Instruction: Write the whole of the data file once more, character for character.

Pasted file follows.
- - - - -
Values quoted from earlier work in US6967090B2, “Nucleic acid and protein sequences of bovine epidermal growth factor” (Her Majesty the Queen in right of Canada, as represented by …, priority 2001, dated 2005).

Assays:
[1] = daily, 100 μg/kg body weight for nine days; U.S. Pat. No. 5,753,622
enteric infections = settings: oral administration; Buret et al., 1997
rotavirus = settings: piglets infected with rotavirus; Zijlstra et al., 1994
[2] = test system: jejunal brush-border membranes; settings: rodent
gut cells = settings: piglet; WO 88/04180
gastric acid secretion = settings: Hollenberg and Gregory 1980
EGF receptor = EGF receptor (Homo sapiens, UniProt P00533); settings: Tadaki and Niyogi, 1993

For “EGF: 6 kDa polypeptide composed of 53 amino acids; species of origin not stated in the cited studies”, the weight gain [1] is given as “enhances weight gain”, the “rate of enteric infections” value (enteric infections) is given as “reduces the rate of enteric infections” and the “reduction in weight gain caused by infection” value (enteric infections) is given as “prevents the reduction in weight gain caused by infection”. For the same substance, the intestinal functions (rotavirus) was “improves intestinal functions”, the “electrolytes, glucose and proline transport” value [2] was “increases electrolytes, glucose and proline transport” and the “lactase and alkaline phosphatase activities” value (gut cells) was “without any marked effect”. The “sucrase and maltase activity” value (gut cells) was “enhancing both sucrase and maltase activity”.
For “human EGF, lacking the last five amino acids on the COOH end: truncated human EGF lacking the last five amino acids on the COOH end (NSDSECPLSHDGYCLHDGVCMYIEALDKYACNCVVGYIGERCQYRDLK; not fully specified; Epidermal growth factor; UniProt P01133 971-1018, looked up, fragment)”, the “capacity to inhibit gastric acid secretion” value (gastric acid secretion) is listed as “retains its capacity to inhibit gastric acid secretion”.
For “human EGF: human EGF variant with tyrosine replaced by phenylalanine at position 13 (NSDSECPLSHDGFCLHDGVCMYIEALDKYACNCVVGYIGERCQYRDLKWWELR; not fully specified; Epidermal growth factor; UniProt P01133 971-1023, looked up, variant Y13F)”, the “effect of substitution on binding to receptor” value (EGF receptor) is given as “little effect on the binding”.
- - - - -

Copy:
Values quoted from earlier work in US6967090B2, “Nucleic acid and protein sequences of bovine epidermal growth factor” (Her Majesty the Queen in right of Canada, as represented by …, priority 2001, dated 2005).

Assays:
[1] = daily, 100 μg/kg body weight for nine days; U.S. Pat. No. 5,753,622
enteric infections = settings: oral administration; Buret et al., 1997
rotavirus = settings: piglets infected with rotavirus; Zijlstra et al., 1994
[2] = test system: jejunal brush-border membranes; settings: rodent
gut cells = settings: piglet; WO 88/04180
gastric acid secretion = settings: Hollenberg and Gregory 1980
EGF receptor = EGF receptor (Homo sapiens, UniProt P00533); settings: Tadaki and Niyogi, 1993

For “EGF: 6 kDa polypeptide composed of 53 amino acids; species of origin not stated in the cited studies”, the weight gain [1] is given as “enhances weight gain”, the “rate of enteric infections” value (enteric infections) is given as “reduces the rate of enteric infections” and the “reduction in weight gain caused by infection” value (enteric infections) is given as “prevents the reduction in weight gain caused by infection”. For the same substance, the intestinal functions (rotavirus) was “improves intestinal functions”, the “electrolytes, glucose and proline transport” value [2] was “increases electrolytes, glucose and proline transport” and the “lactase and alkaline phosphatase activities” value (gut cells) was “without any marked effect”. The “sucrase and maltase activity” value (gut cells) was “enhancing both sucrase and maltase activity”.
For “human EGF, lacking the last five amino acids on the COOH end: truncated human EGF lacking the last five amino acids on the COOH end (NSDSECPLSHDGYCLHDGVCMYIEALDKYACNCVVGYIGERCQYRDLK; not fully specified; Epidermal growth factor; UniProt P01133 971-1018, looked up, fragment)”, the “capacity to inhibit gastric acid secretion” value (gastric acid secretion) is listed as “retains its capacity to inhibit gastric acid secretion”.
For “human EGF: human EGF variant with tyrosine replaced by phenylalanine at position 13 (NSDSECPLSHDGFCLHDGVCMYIEALDKYACNCVVGYIGERCQYRDLKWWELR; not fully specified; Epidermal growth factor; UniProt P01133 971-1023, looked up, variant Y13F)”, the “effect of substitution on binding to receptor” value (EGF receptor) is given as “little effect on the binding”.